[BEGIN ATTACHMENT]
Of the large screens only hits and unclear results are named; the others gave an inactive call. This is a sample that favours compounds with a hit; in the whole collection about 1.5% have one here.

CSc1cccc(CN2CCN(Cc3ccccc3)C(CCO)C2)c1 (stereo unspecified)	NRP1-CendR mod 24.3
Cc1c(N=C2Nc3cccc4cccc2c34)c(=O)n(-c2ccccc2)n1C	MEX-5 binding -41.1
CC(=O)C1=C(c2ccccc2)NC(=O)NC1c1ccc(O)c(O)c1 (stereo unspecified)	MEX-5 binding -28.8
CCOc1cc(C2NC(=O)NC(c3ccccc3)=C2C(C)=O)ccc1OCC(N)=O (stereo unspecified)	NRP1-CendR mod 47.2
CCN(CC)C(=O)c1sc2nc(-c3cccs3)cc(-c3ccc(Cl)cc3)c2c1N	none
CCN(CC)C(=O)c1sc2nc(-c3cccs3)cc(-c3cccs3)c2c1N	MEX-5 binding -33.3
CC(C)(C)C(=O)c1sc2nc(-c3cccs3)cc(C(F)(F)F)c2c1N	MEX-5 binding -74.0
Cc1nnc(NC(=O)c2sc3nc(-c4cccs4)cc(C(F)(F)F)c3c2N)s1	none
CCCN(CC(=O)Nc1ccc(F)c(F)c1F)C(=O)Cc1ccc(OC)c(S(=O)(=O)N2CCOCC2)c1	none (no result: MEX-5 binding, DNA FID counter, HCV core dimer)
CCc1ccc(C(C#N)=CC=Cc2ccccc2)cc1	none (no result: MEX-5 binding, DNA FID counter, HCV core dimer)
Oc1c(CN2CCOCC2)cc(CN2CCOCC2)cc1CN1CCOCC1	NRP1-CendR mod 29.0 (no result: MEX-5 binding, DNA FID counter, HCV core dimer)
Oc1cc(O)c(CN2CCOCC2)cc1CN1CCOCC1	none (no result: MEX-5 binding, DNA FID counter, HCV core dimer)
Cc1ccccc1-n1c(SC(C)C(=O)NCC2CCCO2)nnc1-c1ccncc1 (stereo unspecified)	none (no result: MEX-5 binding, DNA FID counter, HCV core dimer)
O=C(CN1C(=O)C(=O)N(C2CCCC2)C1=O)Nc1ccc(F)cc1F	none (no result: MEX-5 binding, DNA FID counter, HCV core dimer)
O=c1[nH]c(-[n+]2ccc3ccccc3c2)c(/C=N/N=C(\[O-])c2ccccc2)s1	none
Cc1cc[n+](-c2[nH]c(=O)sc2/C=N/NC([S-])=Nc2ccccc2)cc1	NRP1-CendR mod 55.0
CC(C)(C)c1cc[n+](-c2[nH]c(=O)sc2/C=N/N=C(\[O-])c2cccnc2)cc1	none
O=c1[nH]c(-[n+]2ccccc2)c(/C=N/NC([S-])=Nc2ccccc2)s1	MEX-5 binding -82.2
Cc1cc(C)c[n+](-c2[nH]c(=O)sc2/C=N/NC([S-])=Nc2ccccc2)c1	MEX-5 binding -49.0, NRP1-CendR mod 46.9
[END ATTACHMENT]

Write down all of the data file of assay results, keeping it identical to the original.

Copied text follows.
Of the large screens only hits and unclear results are named; the others gave an inactive call. This is a sample that favours compounds with a hit; in the whole collection about 1.5% have one here.

CSc1cccc(CN2CCN(Cc3ccccc3)C(CCO)C2)c1 (stereo unspecified)	NRP1-CendR mod 24.3
Cc1c(N=C2Nc3cccc4cccc2c34)c(=O)n(-c2ccccc2)n1C	MEX-5 binding -41.1
CC(=O)C1=C(c2ccccc2)NC(=O)NC1c1ccc(O)c(O)c1 (stereo unspecified)	MEX-5 binding -28.8
CCOc1cc(C2NC(=O)NC(c3ccccc3)=C2C(C)=O)ccc1OCC(N)=O (stereo unspecified)	NRP1-CendR mod 47.2
CCN(CC)C(=O)c1sc2nc(-c3cccs3)cc(-c3ccc(Cl)cc3)c2c1N	none
CCN(CC)C(=O)c1sc2nc(-c3cccs3)cc(-c3cccs3)c2c1N	MEX-5 binding -33.3
CC(C)(C)C(=O)c1sc2nc(-c3cccs3)cc(C(F)(F)F)c2c1N	MEX-5 binding -74.0
Cc1nnc(NC(=O)c2sc3nc(-c4cccs4)cc(C(F)(F)F)c3c2N)s1	none
CCCN(CC(=O)Nc1ccc(F)c(F)c1F)C(=O)Cc1ccc(OC)c(S(=O)(=O)N2CCOCC2)c1	none (no result: MEX-5 binding, DNA FID counter, HCV core dimer)
CCc1ccc(C(C#N)=CC=Cc2ccccc2)cc1	none (no result: MEX-5 binding, DNA FID counter, HCV core dimer)
Oc1c(CN2CCOCC2)cc(CN2CCOCC2)cc1CN1CCOCC1	NRP1-CendR mod 29.0 (no result: MEX-5 binding, DNA FID counter, HCV core dimer)
Oc1cc(O)c(CN2CCOCC2)cc1CN1CCOCC1	none (no result: MEX-5 binding, DNA FID counter, HCV core dimer)
Cc1ccccc1-n1c(SC(C)C(=O)NCC2CCCO2)nnc1-c1ccncc1 (stereo unspecified)	none (no result: MEX-5 binding, DNA FID counter, HCV core dimer)
O=C(CN1C(=O)C(=O)N(C2CCCC2)C1=O)Nc1ccc(F)cc1F	none (no result: MEX-5 binding, DNA FID counter, HCV core dimer)
O=c1[nH]c(-[n+]2ccc3ccccc3c2)c(/C=N/N=C(\[O-])c2ccccc2)s1	none
Cc1cc[n+](-c2[nH]c(=O)sc2/C=N/NC([S-])=Nc2ccccc2)cc1	NRP1-CendR mod 55.0
CC(C)(C)c1cc[n+](-c2[nH]c(=O)sc2/C=N/N=C(\[O-])c2cccnc2)cc1	none
O=c1[nH]c(-[n+]2ccccc2)c(/C=N/NC([S-])=Nc2ccccc2)s1	MEX-5 binding -82.2
Cc1cc(C)c[n+](-c2[nH]c(=O)sc2/C=N/NC([S-])=Nc2ccccc2)c1	MEX-5 binding -49.0, NRP1-CendR mod 46.9